Healthy Innovation

News, notes, and developments in the world of Virginia hospitals and healthcare.

VCU Health


   The new Breast Center at Chesapeake Regional Medical Center provides more than 25,000 mammograms annually and offers women the very latest in breast imaging, diagnostics, and cancer treatment. Services include diagnostic imaging (the center has the first mobile mammography unit with 3D technology in Hampton Roads), 3D ultrasound, breast MR, and others.

  Construction is underway to build a new Sentara Cancer Center on the campus of Sentara Leigh Hospital in Norfolk. The multi-year, $93.5 million project began in March and is expected to be complete in mid-2020. The cancer center will bring together expert care teams from Sentara Medical Group, Eastern Virginia Medical School, Virginia Oncology Associates, and other community physicians.

  Breast and plastic surgeon Dr. Sasa-Grae Espino, a new hire by Southside Regional Medical Center in Petersburg, offers mastectomies and breast reconstructions, which can be done simultaneously to spare patients multiple surgeries.

  Researchers at University of Virginia Health are working to develop a new gene therapy known as CAR T-cell therapy that modifies a patient’s own immune cells to kill cancer. The Clinical Research Forum, an advocacy group for clinical research, has recognized this effort as one of 2017’s most important clinical research studies. 

  Richmond’s VCU Massey Cancer Center is the first in the region to use a new, FDA-approved device that guides surgeons in locating and removing breast tumors. Named Magseed, the device is a magnetic seed smaller than a grain of rice and a simpler, more effective alternative to traditional wire localization methods.

Augusta Health


   The Inova Heart and Vascular Institute in Falls Church continues to improve minimally invasive procedures, such as transcatheter valve replacement (TAVR and TMVR). These treatments provide patients an alternative to open-heart surgery for repair of intracardiac structures, repair or replacement of mitral, aortic, pulmonic, or tricuspid valves, and others.

  Williamsburg area patients who have had thoracic and cardiac operations at Sentara Heart Hospital in Norfolk can now schedule post-operative or surveillance visits for chronic aortic disease closer to home. The new outpatient cardiovascular and thoracic clinic is located in the Geddy Medical Office Building on the campus of Sentara Williamsburg Regional Medical Center. 

  Winchester Medical Center is now offering CardioMEMS, a heart-failure monitoring device that helps patients manage their disease. The device sends data wirelessly to the heart failure team, and if necessary, doctors can adjust the medication to prevent a crisis and visit to the hospital. 

  Last spring, Augusta Health unveiled its new electrophysiology lab at its heart and vascular center in Fishersville. The lab is for a variety of procedures, like ablations, pacemakers, and defibrillators—everything to treat the heart’s electrical system. The new equipment in the lab is the state-of-the-art Azurion system that allows physicians to do the procedures more safely.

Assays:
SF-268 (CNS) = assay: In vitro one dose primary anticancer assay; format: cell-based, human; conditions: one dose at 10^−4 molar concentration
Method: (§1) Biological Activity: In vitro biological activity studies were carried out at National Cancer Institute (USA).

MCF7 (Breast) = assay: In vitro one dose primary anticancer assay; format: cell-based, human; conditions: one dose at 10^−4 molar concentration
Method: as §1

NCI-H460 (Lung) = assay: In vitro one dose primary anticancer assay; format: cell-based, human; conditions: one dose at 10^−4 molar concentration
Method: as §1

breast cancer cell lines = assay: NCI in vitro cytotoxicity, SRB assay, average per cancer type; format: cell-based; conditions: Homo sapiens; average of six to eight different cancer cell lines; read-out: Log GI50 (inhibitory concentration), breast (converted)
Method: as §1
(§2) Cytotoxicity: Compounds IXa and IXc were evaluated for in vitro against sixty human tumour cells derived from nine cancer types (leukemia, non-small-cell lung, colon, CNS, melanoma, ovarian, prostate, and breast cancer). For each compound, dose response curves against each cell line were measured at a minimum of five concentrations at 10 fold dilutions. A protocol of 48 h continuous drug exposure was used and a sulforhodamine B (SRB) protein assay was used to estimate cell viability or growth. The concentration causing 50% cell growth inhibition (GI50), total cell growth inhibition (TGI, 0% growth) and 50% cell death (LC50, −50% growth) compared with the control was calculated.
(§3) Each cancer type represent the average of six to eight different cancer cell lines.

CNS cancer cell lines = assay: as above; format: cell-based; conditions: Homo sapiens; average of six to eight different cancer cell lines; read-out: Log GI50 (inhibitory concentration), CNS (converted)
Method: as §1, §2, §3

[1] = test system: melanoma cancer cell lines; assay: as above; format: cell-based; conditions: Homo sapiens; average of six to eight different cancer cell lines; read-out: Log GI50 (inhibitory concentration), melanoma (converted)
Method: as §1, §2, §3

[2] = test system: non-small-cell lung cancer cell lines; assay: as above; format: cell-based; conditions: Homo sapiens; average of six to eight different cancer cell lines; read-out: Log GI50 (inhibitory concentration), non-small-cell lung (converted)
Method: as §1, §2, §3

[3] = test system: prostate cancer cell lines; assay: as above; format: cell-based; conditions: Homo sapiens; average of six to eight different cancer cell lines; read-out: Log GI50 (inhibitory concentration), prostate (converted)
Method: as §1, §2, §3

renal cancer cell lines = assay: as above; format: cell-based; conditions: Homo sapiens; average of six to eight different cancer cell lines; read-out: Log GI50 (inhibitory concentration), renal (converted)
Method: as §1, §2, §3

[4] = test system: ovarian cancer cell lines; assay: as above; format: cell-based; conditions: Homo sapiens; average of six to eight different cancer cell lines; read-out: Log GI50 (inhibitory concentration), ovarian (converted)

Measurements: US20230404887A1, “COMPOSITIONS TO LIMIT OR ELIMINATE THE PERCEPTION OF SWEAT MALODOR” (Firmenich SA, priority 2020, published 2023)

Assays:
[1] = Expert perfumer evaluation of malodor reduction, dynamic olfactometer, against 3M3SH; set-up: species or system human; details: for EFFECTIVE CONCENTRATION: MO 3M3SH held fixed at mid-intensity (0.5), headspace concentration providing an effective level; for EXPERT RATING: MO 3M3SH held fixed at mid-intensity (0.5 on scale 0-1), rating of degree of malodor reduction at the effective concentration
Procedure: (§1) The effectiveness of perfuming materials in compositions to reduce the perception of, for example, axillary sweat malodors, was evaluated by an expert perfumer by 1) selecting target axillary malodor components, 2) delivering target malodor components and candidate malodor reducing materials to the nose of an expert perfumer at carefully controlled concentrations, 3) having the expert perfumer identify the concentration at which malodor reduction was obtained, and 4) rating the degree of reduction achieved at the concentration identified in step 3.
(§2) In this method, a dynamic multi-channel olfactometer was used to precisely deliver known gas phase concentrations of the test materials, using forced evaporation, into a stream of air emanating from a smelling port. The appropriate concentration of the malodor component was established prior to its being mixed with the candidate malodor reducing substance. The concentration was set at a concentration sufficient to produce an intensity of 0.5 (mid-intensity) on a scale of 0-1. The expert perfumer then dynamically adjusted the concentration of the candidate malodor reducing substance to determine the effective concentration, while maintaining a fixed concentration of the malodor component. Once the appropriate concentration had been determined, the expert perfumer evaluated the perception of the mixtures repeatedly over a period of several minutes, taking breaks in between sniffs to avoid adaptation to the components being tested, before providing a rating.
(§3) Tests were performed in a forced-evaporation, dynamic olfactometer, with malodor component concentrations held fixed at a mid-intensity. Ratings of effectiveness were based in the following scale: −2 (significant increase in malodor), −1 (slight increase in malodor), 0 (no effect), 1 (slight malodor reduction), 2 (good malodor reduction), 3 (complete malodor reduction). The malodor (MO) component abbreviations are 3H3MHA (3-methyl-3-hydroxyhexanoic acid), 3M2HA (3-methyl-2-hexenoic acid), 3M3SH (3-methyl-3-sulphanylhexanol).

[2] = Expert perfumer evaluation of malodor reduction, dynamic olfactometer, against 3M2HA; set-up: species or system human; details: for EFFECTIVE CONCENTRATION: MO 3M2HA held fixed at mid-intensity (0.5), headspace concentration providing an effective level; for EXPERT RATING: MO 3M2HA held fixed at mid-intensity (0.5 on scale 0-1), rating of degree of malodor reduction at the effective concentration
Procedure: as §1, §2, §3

In August, Bon Secours St. Mary’s Hospital in Richmond was certified by The Joint Commission and American Heart Association/American Stroke Association as an Advanced Comprehensive Stroke Center. St. Mary’s is the only non-academic facility in the state to receive this recognition—the highest level of stroke care certification, awarded for advanced technology and availability of personnel for complex and highly specialized stroke care.

  Jonathan Kipnis at the University of Virginia School of Medicine is exploring possible pharmaceutical applications of his research on lymphatic vessels surrounding the brain. He demonstrated in mice that improving function of the lymphatic vessels improved cognitive ability in reference to age-related memory loss and neurodegenerative diseases. A clinical application of Kipnis’ research could potentially be used to prevent Alzheimer’s disease.

  Valley Health Winchester Medical Center began the Rock Steady Boxing program in May 2017 at the campus’s wellness center for patients with Parkinson’s disease. The program is designed to reduce the progression of the disease by improving reflexes, coordination, and neuromuscular memory and can accommodate patients with limited mobility.

  The National Multiple Sclerosis Society has recognized Neurology Associates of Fredericksburg as a center for comprehensive care. The new partnership is a national program that supports quality care for multiple sclerosis patients. The Fredericksburg practice becomes the sixth center in Virginia, joining others in Charlottesville, Richmond and the Tidewater area, and one of 138 nationwide. 


   In March, surgeons at Reston Hospital Center performed the area’s first total knee replacement using Mako Technology, the latest innovation in total hip, partial knee, and now total knee replacement surgery. During the procedure a highly advanced surgeon-controlled robotic arm system aids in the accurate alignment and positioning of hip and knee implants.

  Earlier this year, University of Virginia Health System began construction on its new musculoskeletal center. The 195,000-square-foot facility will feature 95 exam rooms and six outpatient operating rooms. The new center is expected to cost $160 million and open in February 2022. 

  Since 2016, physicians at Sentara Martha Jefferson have seen a 13 percent increase in orthopaedic and sports medicine cases. The new nonprofit Sentara Sports Medicine Center, which opened in Charlottesville in January, is a collaboration between Sentara Healthcare and ACAC Fitness & Wellness Centers aimed at shortening the recovery time of patients